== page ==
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A Day in the life of...a Stipendiary Steward

26 February 2016

Stipendiary stewards ensure that races are run within the rules of racing at all meetings and there are normally two at each race meeting. They are also there to help stewards following a stewards inquiry into a race. 

Hugh Hynes talks about a day in the life of a stipendiary steward. 

How did you get involved in this role?
My educational background is in business and information technology which is the area I worked in after college. I always had a big interest in horseracing and bloodstock so I was happy to move to Paddy Power bookmakers as a horseracing trader when an opportunity arose. I spent two great years in the race room there at a time of tremendous growth in the industry before departing for the horse racing regulator, The Turf Club. I have filled a few roles within the organisation but most of my time is now spent as a stipendiary steward. 

What attracted you to the job? 
To work in a sport in which you are so interested is obviously a huge attraction.While bookmaking and trading was interesting I probably had more love for the sport itself rather than the gambling side of it. Going racing rather than going to an office is another big plus to stewarding. 

What is a typical day like for you? 
I aim to arrive at the track about two and a half hours before the first race. I like to set up the equipment and go through the card while things are quiet. I’ll also go through the betting and any market moves from earlier in the day. At this stage the two stipes usually identify any housekeeping issues that need to be brought to the stewards’ attention before racing begins. An hour before the first race the card is closed and we relay any issues to the stewards. When racing starts we’ll watch the race live and review the recording to ensure no riding offences have taken place. If we feel something in the race warrants an inquiry the riders will be brought into the Stewards room and given an opportunity to give their side of the story. One of the stipes presents the inquiry to the panel and leads the questioning of the riders while the other advises the stewards on the application of the rules and the recommended penalty.The stewards will then decide on how to deal with the matter.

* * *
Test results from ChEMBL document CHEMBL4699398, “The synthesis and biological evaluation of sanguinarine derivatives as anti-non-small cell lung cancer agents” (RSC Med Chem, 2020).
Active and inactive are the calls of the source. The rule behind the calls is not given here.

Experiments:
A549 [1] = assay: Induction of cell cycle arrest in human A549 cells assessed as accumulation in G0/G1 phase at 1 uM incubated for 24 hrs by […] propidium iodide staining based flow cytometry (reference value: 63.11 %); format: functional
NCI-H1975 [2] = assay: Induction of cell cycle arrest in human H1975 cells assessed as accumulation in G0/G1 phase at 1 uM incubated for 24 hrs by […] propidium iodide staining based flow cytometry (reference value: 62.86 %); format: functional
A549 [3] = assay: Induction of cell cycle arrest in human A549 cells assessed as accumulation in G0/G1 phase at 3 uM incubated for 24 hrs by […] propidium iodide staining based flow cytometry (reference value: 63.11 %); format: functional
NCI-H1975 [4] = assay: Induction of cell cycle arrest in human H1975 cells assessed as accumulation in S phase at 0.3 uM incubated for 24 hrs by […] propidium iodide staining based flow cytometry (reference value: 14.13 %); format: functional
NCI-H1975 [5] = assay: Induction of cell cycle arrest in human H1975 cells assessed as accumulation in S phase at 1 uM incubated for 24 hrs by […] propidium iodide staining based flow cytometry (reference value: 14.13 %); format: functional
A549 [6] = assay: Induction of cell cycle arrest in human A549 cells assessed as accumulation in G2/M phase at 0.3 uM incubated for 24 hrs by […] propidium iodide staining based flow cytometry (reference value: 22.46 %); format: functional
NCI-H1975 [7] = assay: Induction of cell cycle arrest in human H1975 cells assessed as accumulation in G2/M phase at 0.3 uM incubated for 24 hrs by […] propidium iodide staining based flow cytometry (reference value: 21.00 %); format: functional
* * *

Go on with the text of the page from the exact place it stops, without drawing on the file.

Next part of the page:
Stewards inquiry taking place.
Sometimes there’ll be reports from the clerk of the scales or other officials and these are dealt with as they happen to ensure the proper running of the meeting. At the end of the day, all inquiry reports are provided to the press and despatched back to The Turf Club HQ at the Curragh along with audio recordings of any inquiries and other administrative documents. 

What is your favourite part of the job? 
Probably the best part of the job is that no two days are the same. Every track is different, every card is different, the Stewards panels are different and the issues to be dealt with are different. There is always something new. Probably the only thing that remain the same is Nuggie the Valet’s jokes which never change. 

Which part of your job would you like to change? 
The driving gets a bit tiring, particularly the long cross-country drives in the busy summer season. I love Sligo racecourse but any politician promising a motorway to the town would get my vote! 

What is the career progression for someone in your role? 
There is no defined career progression as a stipendiary steward unless you move abroad to work in another racing nation. It’s probably more of a vocation than a career.

What advice would you give to someone thinking of taking a similar role?
Vacancies for stipendiary stewards are rare but some have succeeded in migrating from being stewards’ secretaries at point-to-points to becoming racecourse stipendiaries. Any experience within the racing industry would be a big help together with a deep understanding of the sport.


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